Fumbles blemish otherwise balanced MSU run game

Matt Charboneau
The Detroit News

East Lansing — As Michigan State prepared to kick things off on Saturday against Bowling Green, it was the third straight season where talent and depth at running back were hardly a concern.

The only question that has persisted has been how can the Spartans divide carries amongst three talented backs who have all started at some point in their careers? The Michigan State coaches, head coach Mark Dantonio and co-offensive coordinator Dave Warner especially, have said repeatedly that making it work with two is easier. Working in three is difficult.

Well, they used all three in Saturday’s 35-10 victory as junior Madre London led the way with 54 yards on 10 carries and a 7-yard touchdown run. Fifth-year senior Gerald Holmes had 40 yards on nine carries while junior LJ Scott carried it 15 times for 39 yards.

Whether that continues moving forward remains to be seen, but what has become a much bigger concern is whether junior Scott — assumed by many to be slightly ahead of Holmes and London — will continue to be a big part of the rotation following his two fumbles against Bowling Green, including one near the goal-line on the opening drive of the game.

“Obviously, I am very disappointed,” Warner said of Scott’s mishap. “It was a good hit by the defensive guy, but there's no excuse for putting the ball on the ground and LJ knows that and feels bad about it. We drove the length of the field; I felt like we were able to consistently move the ball along and figured we'd have many chances to bounce back.

“Left seven points off the board right there, and that's unacceptable.”

Scott fumbled again in the fourth quarter and it was picked up and returned 46 yards for Bowling Green’s only touchdown of the game. It was debatable whether Scott was down when he fumbled and replay allowed the play to stand without confirming it, but it did reveal what is starting to seem like an alarming trend for Scott.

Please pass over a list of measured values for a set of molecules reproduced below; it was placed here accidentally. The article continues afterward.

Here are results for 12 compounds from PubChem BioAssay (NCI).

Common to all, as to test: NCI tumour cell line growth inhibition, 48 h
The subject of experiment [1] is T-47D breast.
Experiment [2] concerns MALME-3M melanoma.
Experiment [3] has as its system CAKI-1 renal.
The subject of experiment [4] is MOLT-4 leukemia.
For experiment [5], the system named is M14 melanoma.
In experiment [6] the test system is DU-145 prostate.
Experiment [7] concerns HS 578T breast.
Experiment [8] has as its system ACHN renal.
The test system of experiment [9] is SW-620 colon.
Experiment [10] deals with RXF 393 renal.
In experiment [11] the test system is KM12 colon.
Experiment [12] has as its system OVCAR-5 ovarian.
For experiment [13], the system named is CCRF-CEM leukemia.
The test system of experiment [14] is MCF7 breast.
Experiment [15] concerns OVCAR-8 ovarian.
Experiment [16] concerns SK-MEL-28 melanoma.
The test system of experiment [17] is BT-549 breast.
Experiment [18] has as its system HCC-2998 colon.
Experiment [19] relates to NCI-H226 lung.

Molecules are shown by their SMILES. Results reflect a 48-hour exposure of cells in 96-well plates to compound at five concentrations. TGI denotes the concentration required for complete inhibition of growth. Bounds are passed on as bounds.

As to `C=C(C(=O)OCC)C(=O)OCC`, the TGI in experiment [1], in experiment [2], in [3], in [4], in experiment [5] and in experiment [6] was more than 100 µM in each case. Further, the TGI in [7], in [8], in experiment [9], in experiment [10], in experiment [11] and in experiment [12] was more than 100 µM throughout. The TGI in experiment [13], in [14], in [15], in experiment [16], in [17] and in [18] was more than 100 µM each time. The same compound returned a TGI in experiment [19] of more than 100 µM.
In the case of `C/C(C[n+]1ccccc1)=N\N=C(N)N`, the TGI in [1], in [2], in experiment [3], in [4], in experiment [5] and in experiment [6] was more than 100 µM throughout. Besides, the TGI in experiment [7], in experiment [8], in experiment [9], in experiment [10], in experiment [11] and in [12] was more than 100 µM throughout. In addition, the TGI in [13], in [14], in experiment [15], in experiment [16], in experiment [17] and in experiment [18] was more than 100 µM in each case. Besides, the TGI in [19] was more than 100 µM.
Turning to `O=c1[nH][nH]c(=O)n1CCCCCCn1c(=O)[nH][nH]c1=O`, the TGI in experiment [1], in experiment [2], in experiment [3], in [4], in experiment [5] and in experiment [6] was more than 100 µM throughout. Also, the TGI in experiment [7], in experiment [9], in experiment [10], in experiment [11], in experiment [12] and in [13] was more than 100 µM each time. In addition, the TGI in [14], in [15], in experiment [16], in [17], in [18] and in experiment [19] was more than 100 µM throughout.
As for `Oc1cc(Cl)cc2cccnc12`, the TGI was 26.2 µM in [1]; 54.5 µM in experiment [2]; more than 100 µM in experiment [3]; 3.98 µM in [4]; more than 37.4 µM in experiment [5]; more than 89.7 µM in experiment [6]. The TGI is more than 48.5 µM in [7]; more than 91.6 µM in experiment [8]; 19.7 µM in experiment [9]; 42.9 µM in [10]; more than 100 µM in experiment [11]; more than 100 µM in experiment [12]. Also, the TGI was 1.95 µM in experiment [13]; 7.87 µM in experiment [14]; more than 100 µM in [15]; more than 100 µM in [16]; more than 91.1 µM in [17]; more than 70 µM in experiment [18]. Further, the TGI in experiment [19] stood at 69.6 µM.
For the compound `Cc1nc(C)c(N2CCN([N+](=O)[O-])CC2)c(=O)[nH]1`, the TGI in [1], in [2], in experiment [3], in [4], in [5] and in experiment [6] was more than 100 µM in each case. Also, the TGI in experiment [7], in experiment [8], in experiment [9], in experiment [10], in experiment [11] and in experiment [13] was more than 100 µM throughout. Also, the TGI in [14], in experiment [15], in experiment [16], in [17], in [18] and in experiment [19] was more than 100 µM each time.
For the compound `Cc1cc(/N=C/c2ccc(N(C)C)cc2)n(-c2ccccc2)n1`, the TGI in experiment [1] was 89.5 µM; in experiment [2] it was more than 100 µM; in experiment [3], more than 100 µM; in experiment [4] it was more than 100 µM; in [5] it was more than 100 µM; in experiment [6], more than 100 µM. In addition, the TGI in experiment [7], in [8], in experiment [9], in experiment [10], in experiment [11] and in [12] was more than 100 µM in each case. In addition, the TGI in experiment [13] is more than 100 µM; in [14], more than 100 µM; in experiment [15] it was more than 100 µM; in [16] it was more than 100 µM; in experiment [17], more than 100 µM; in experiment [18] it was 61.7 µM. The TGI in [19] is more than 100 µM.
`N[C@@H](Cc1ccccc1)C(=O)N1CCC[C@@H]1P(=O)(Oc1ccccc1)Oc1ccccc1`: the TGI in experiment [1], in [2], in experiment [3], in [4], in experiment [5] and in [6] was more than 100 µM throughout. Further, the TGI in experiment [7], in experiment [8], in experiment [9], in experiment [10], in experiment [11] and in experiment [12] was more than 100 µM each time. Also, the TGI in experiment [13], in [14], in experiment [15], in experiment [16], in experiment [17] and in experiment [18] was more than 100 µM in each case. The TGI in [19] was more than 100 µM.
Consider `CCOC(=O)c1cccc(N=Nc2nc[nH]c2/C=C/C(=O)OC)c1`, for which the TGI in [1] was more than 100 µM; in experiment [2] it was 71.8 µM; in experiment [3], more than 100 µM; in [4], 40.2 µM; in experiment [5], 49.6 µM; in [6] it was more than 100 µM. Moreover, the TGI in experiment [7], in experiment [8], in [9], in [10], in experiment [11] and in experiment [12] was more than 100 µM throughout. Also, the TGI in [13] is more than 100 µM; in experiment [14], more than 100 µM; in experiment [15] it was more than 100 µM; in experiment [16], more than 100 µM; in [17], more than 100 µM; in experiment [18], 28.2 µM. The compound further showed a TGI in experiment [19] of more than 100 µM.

While there are high expectations for Scott — he entered the season on the Doak Walker Award watch list and there’s been talk about leaving early for the NFL — fumbles have been an issue. He’s had problems in the past, including one last season against Wisconsin that was returned for a touchdown and reversed the momentum.

However, Dantonio made it clear after the game he won’t hesitate to give Scott the ball and still expects all three backs to be a big part of the offense.

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“I think all three of those guys are Big Ten running backs and all three of them have had a lot of success,” Dantonio said. “I still think LJ is an outstanding running back and we're going to give him the ball.

“I don't think there's any separation. I wouldn't look for any separation throughout the whole season because I think all three of those guys can carry the load at one point in time or another. They all have shown that they can be effective, regular running backs.”

While Scott had his issues, London had the best day of the group, averaging 5.4 yards a carry.

London got the least amount of work in 2016, carrying the ball just 28 times for 120 yards. But as a redshirt freshman in 2015, he began the season as the starter before a leg injury led to three missed games. He finished with 500 yards on 119 carries with three touchdowns.

Getting back to the form of his first season could mean more work in 2017, though he said he’s just one of many that can get it done.

“We hang our hat on running the ball, pound green pound,” London said. “But we’ve got a lot of playmakers on the team. This year we always said that coming out of the spring game camp that we got a lot of playmakers, more than other teams that we've had. It's just a matter of time until we show the world and Spartan Nation that we have got a lot of playmakers, and it should be a good year.”

As Michigan State prepares to host Western Michigan in Week 2, Dantonio believes some of the mishaps of the opener will fix themselves, and that means he’ll continue to count on all of the Spartans’ running backs.

“The other things will come,” Dantonio said. “It's not indicative of putting the ball in the ground two times with our tailbacks. Good players are going to get their touches. We will continue to have faith in them and play them. You know, LJ, I feel bad for him because he's a very good player. I thought the other two guys ran effectively.”